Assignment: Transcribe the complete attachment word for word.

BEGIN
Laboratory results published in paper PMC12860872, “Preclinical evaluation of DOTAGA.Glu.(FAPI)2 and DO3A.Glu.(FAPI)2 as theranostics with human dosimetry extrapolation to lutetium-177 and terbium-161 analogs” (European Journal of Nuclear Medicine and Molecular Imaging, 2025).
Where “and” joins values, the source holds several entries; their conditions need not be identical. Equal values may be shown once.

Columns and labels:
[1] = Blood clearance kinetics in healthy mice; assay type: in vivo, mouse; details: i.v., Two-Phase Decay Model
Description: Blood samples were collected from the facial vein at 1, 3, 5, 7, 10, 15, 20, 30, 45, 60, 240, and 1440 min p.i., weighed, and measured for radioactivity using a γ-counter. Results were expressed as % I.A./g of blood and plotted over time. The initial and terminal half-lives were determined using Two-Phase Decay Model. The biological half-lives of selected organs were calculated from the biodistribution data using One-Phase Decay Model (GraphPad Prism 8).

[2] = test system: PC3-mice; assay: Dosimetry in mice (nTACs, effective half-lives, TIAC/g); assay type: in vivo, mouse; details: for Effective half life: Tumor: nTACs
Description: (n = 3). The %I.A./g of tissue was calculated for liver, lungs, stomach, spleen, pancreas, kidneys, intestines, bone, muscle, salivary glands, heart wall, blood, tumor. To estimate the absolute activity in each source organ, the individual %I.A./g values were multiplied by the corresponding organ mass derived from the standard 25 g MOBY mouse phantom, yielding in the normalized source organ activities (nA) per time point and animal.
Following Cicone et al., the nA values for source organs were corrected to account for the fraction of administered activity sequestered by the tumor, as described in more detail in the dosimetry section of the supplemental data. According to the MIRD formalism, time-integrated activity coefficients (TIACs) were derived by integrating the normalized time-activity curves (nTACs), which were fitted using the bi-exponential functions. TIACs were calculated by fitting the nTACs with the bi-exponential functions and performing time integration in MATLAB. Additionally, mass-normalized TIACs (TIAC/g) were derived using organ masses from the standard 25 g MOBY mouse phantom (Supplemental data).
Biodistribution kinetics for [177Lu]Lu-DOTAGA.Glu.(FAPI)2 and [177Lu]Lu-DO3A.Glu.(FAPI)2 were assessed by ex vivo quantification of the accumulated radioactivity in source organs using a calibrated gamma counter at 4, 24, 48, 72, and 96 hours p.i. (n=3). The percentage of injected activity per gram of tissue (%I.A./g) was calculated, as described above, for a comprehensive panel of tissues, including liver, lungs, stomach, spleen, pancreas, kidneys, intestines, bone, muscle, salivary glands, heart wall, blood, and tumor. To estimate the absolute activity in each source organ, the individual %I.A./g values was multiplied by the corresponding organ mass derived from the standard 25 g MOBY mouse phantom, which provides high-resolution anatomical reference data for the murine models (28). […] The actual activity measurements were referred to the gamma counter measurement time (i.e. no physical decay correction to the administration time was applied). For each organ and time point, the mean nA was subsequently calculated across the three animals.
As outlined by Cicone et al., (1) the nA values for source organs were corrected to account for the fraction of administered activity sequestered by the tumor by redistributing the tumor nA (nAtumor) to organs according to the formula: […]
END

Laboratory results published in paper PMC12860872, “Preclinical evaluation of DOTAGA.Glu.(FAPI)2 and DO3A.Glu.(FAPI)2 as theranostics with human dosimetry extrapolation to lutetium-177 and terbium-161 analogs” (European Journal of Nuclear Medicine and Molecular Imaging, 2025).
Where “and” joins values, the source holds several entries; their conditions need not be identical. Equal values may be shown once.

Columns and labels:
[1] = Blood clearance kinetics in healthy mice; assay type: in vivo, mouse; details: i.v., Two-Phase Decay Model
Description: Blood samples were collected from the facial vein at 1, 3, 5, 7, 10, 15, 20, 30, 45, 60, 240, and 1440 min p.i., weighed, and measured for radioactivity using a γ-counter. Results were expressed as % I.A./g of blood and plotted over time. The initial and terminal half-lives were determined using Two-Phase Decay Model. The biological half-lives of selected organs were calculated from the biodistribution data using One-Phase Decay Model (GraphPad Prism 8).

[2] = test system: PC3-mice; assay: Dosimetry in mice (nTACs, effective half-lives, TIAC/g); assay type: in vivo, mouse; details: for Effective half life: Tumor: nTACs
Description: (n = 3). The %I.A./g of tissue was calculated for liver, lungs, stomach, spleen, pancreas, kidneys, intestines, bone, muscle, salivary glands, heart wall, blood, tumor. To estimate the absolute activity in each source organ, the individual %I.A./g values were multiplied by the corresponding organ mass derived from the standard 25 g MOBY mouse phantom, yielding in the normalized source organ activities (nA) per time point and animal.
Following Cicone et al., the nA values for source organs were corrected to account for the fraction of administered activity sequestered by the tumor, as described in more detail in the dosimetry section of the supplemental data. According to the MIRD formalism, time-integrated activity coefficients (TIACs) were derived by integrating the normalized time-activity curves (nTACs), which were fitted using the bi-exponential functions. TIACs were calculated by fitting the nTACs with the bi-exponential functions and performing time integration in MATLAB. Additionally, mass-normalized TIACs (TIAC/g) were derived using organ masses from the standard 25 g MOBY mouse phantom (Supplemental data).
Biodistribution kinetics for [177Lu]Lu-DOTAGA.Glu.(FAPI)2 and [177Lu]Lu-DO3A.Glu.(FAPI)2 were assessed by ex vivo quantification of the accumulated radioactivity in source organs using a calibrated gamma counter at 4, 24, 48, 72, and 96 hours p.i. (n=3). The percentage of injected activity per gram of tissue (%I.A./g) was calculated, as described above, for a comprehensive panel of tissues, including liver, lungs, stomach, spleen, pancreas, kidneys, intestines, bone, muscle, salivary glands, heart wall, blood, and tumor. To estimate the absolute activity in each source organ, the individual %I.A./g values was multiplied by the corresponding organ mass derived from the standard 25 g MOBY mouse phantom, which provides high-resolution anatomical reference data for the murine models (28). […] The actual activity measurements were referred to the gamma counter measurement time (i.e. no physical decay correction to the administration time was applied). For each organ and time point, the mean nA was subsequently calculated across the three animals.
As outlined by Cicone et al., (1) the nA values for source organs were corrected to account for the fraction of administered activity sequestered by the tumor by redistributing the tumor nA (nAtumor) to organs according to the formula: […]